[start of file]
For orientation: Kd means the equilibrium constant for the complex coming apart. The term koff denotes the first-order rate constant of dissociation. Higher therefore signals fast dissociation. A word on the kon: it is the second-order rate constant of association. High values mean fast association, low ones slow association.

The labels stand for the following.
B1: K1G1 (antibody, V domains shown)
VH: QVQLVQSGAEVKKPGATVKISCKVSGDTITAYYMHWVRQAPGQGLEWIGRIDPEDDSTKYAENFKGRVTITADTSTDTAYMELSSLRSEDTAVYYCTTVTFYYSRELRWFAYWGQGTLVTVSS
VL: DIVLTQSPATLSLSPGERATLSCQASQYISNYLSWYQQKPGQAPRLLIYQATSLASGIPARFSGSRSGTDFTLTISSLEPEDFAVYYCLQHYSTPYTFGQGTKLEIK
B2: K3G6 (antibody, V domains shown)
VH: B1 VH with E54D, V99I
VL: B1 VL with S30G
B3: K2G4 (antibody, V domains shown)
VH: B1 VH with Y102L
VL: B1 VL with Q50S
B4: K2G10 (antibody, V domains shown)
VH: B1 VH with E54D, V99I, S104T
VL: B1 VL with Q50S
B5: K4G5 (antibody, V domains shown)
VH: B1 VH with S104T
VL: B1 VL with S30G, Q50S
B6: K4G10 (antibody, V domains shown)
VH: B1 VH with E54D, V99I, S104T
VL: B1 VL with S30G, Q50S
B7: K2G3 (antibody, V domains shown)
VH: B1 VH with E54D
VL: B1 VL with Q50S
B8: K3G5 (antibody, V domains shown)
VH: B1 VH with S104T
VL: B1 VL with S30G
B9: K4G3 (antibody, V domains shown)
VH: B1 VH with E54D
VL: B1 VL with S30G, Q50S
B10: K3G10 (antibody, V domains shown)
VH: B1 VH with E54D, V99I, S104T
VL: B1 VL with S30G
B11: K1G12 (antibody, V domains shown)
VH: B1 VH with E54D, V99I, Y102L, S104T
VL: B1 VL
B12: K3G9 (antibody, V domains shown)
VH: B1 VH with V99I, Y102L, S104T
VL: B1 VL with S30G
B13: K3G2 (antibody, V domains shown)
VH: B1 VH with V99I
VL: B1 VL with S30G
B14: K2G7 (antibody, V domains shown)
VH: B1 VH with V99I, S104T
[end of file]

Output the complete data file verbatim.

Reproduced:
For orientation: Kd means the equilibrium constant for the complex coming apart. The term koff denotes the first-order rate constant of dissociation. Higher therefore signals fast dissociation. A word on the kon: it is the second-order rate constant of association. High values mean fast association, low ones slow association.

The labels stand for the following.
B1: K1G1 (antibody, V domains shown)
VH: QVQLVQSGAEVKKPGATVKISCKVSGDTITAYYMHWVRQAPGQGLEWIGRIDPEDDSTKYAENFKGRVTITADTSTDTAYMELSSLRSEDTAVYYCTTVTFYYSRELRWFAYWGQGTLVTVSS
VL: DIVLTQSPATLSLSPGERATLSCQASQYISNYLSWYQQKPGQAPRLLIYQATSLASGIPARFSGSRSGTDFTLTISSLEPEDFAVYYCLQHYSTPYTFGQGTKLEIK
B2: K3G6 (antibody, V domains shown)
VH: B1 VH with E54D, V99I
VL: B1 VL with S30G
B3: K2G4 (antibody, V domains shown)
VH: B1 VH with Y102L
VL: B1 VL with Q50S
B4: K2G10 (antibody, V domains shown)
VH: B1 VH with E54D, V99I, S104T
VL: B1 VL with Q50S
B5: K4G5 (antibody, V domains shown)
VH: B1 VH with S104T
VL: B1 VL with S30G, Q50S
B6: K4G10 (antibody, V domains shown)
VH: B1 VH with E54D, V99I, S104T
VL: B1 VL with S30G, Q50S
B7: K2G3 (antibody, V domains shown)
VH: B1 VH with E54D
VL: B1 VL with Q50S
B8: K3G5 (antibody, V domains shown)
VH: B1 VH with S104T
VL: B1 VL with S30G
B9: K4G3 (antibody, V domains shown)
VH: B1 VH with E54D
VL: B1 VL with S30G, Q50S
B10: K3G10 (antibody, V domains shown)
VH: B1 VH with E54D, V99I, S104T
VL: B1 VL with S30G
B11: K1G12 (antibody, V domains shown)
VH: B1 VH with E54D, V99I, Y102L, S104T
VL: B1 VL
B12: K3G9 (antibody, V domains shown)
VH: B1 VH with V99I, Y102L, S104T
VL: B1 VL with S30G
B13: K3G2 (antibody, V domains shown)
VH: B1 VH with V99I
VL: B1 VL with S30G
B14: K2G7 (antibody, V domains shown)
VH: B1 VH with V99I, S104T